Biden erroneously claims Israel-Hamas ceasefire agreement close; both sides say otherwise

 February 28, 2024

President Joe Biden, whether through his elderly forgetfulness or for personal political purposes, appears to have prematurely let slip during an interview confidential information about a proposed Israel-Hamas ceasefire that was not yet confirmed, Breitbart reported.

Biden's slip-up occurred during his recorded interview Monday with NBC "Late Night" host Seth Myers and afterward to reporters while getting ice cream with the comedic TV host. The problem is that both Hamas and Israel have openly stated that no agreement has been reached yet on a proposed ceasefire, and it is apparent that both sides remain far apart on the key terms of any potential deal.

Biden claims Israel-Hamas ceasefire deal will begin in a week

Monday evening, following the taping of his interview with Myers in New York City, President Biden and the "Late Night" host stopped by an ice cream shop near the NBC studio. Biden briefly addressed a press gaggle while eating his frozen treat in a cone, during which he was asked when a possible ceasefire between Israel and Hamas might begin.

"Well, I hope by the beginning of the weekend -- I mean the end of the weekend," Biden told reporters. "At least, my -- my National Security Advisor tells me that we’re close. We’re close. It’s not done yet. And my hope is by next Monday, we’ll have a ceasefire."

Earlier, during the interview that aired late Monday night, Biden also seemed to claim that Israel had agreed to halt its ongoing offensive in Gaza for the Islamic holy month of Ramadan, according to The Times of Israel.

"Ramadan’s coming up and there’s been an agreement by the Israelis that they would not engage in activities during Ramadan as well, in order to give us time to get all the hostages out," Biden told Myers.

Hamas says a ceasefire deal is not yet close

Unfortunately for President Biden, it appears that he didn't check with the two participants in the ongoing hostilities, Israel and Hamas, before making those statements, as both sides have made it clear that a supposed agreement on a ceasefire is not as close at hand as Biden seemed to imply.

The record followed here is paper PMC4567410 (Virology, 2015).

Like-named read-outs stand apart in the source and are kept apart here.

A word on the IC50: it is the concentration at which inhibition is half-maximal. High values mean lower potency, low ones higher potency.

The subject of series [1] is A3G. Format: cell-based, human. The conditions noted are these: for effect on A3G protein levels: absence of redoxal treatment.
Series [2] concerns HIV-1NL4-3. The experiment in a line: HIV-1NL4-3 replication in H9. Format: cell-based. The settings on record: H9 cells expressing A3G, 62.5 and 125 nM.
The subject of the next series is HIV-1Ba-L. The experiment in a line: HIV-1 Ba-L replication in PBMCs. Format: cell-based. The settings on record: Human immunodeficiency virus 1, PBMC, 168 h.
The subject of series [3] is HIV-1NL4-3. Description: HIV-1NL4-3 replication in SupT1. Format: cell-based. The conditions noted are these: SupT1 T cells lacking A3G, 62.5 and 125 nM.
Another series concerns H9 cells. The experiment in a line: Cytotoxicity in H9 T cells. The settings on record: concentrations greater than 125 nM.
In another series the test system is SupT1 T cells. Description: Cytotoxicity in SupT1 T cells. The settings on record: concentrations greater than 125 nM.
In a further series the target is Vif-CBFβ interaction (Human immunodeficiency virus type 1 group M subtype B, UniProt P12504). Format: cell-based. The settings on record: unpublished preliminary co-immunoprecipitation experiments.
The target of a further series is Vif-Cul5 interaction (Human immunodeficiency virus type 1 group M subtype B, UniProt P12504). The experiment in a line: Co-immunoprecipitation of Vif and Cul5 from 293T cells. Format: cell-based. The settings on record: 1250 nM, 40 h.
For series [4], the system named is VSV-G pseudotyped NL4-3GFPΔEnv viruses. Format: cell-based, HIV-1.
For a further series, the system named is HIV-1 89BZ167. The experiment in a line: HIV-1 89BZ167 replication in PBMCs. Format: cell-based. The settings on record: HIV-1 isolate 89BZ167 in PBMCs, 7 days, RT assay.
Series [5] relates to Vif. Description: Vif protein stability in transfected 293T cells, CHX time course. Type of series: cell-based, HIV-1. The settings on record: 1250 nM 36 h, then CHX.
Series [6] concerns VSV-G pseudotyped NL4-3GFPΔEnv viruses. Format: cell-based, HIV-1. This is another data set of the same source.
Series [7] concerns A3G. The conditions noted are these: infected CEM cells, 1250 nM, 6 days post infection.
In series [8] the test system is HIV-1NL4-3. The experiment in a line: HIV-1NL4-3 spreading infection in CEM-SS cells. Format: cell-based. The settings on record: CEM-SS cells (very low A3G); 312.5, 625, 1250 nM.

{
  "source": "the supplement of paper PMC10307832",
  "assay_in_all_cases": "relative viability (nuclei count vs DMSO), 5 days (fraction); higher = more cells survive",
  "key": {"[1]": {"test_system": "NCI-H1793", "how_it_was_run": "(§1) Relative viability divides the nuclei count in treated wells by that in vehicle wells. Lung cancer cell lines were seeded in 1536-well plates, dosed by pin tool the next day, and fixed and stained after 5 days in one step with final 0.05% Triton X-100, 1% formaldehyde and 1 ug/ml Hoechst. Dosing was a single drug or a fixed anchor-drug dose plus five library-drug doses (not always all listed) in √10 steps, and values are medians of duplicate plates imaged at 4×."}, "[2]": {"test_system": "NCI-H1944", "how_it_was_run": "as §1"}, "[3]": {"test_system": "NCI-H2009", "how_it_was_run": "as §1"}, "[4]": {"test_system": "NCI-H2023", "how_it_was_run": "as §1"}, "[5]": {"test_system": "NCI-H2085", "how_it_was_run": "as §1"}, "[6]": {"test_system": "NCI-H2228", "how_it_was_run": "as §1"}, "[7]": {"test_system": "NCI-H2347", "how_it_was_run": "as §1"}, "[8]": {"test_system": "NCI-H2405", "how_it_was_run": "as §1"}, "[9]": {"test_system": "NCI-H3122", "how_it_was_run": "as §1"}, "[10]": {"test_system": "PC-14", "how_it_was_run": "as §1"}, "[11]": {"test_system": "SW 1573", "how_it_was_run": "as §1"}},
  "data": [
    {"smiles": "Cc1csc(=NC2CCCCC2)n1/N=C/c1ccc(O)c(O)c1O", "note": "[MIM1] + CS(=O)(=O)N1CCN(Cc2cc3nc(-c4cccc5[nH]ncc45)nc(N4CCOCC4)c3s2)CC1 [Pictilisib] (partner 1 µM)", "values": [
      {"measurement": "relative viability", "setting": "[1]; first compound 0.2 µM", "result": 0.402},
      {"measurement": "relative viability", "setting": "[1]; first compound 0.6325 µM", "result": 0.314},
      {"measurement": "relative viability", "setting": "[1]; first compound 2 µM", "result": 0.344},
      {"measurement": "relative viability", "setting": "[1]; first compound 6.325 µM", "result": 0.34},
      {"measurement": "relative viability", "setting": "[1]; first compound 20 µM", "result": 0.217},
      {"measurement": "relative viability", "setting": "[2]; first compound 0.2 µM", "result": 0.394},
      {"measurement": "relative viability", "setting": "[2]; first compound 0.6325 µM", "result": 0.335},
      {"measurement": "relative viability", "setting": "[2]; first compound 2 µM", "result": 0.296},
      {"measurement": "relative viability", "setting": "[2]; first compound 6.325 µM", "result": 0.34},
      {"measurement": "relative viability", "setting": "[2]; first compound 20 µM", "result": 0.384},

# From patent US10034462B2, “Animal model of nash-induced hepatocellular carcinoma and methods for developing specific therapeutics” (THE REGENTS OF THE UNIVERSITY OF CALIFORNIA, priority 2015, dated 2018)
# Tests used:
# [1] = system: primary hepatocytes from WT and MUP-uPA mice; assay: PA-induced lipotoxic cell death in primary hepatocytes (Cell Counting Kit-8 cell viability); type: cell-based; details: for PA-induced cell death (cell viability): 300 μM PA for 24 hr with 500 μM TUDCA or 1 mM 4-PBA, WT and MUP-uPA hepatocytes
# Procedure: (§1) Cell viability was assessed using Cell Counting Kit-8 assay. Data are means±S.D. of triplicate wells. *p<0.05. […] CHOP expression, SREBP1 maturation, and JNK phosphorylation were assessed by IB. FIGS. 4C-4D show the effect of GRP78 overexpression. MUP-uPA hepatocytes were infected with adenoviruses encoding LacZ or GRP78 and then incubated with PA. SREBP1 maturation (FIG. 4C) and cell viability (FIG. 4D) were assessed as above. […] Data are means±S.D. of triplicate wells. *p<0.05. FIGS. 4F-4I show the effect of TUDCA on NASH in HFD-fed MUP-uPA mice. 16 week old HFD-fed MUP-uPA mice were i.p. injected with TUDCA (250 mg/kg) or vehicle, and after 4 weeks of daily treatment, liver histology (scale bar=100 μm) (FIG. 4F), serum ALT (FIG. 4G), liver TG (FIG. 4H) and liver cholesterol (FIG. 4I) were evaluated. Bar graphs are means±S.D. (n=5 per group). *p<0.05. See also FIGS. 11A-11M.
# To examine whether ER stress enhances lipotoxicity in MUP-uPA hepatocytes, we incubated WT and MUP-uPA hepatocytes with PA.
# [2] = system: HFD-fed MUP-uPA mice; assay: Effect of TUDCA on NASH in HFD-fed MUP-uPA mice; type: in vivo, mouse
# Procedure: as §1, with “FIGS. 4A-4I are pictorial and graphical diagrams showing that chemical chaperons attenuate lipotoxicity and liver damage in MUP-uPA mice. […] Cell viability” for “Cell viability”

Al Jazeera reported Wednesday that senior Hamas spokesman Basem Naim said of a possible agreement, "The gap is still wide. We have to discuss a lot of points with the mediators," and suggested that Biden's apparent optimism was based more on his "domestic political considerations" in the U.S. than "the reality on the ground" in Gaza.

"If the Americans want to be really optimistic, they have to end their game of double standards. They talk on one hand for stopping the aggression or for achieving a ceasefire and avoiding broadening the conflict into the region," he continued. "But at the same time they are using the veto in the U.N. Security Council. They are approving $14bn for Israel, they are securing Israel with more ammunitions."

The outlet noted that while Naim added that even though Hamas was "flexible" on some terms of a potential ceasefire agreement, there remained at least three key non-negotiable demands for the Palestinian terror organization: "A final and total ceasefire, and not just a humanitarian pause; the total withdrawal of Israeli forces from Gaza; and freedom of movement for Palestinians within Gaza."

Netanyahu says "delusional" demands from Hamas preventing an agreement

Breitbart reported that in response to President Biden's slip-up Monday, Israeli government spokesperson Tal Heinrich on Tuesday echoed and pointed to what Israeli Prime Minister Benjamin Netanyahu had said Sunday during an appearance on CBS News's "Face the Nation" with host Margaret Brennan about prior optimistic remarks from Biden about a deal for a six-week ceasefire being close at hand.

"Well, I'm not sure the exact duration, but I can tell you that we're all working on it. We want it, I want it. Because we want to liberate the remaining hostages, we've already brought half of them back," Netanyahu replied, but further said, "I can't tell you if we'll have it. But if Hamas goes down from its delusional claims and goes down -- can bring them down to earth, then we'll have the progress that we all want."

Asked about the hold-up and specific terms of the proposed deal, the Israeli leader stated, "I don't think it makes any sense to have a public discussion of this. But Hamas started out with just crazy demands. And, you know, it's -- it's too soon to say if they're -- if they've abandoned them, but if they do abandon them and get into what you call the ballpark -- they're not even in the city. They're in another planet. But if they come down to a -- a reasonable situation, then yes, we'll have a hostage deal. I hope so."

Netanyahu went on to also outline Israel's non-negotiable demands for a ceasefire, which included "total victory" in Gaza, meaning the complete destruction of Hamas' leadership and its two dozen fighting battalions, plus the dismantling of its tunnel networks and the clearing of its last remaining stronghold in southern Gaza, the city of Rafah, not to mention the return of every single hostage taken, whether still alive or already dead.

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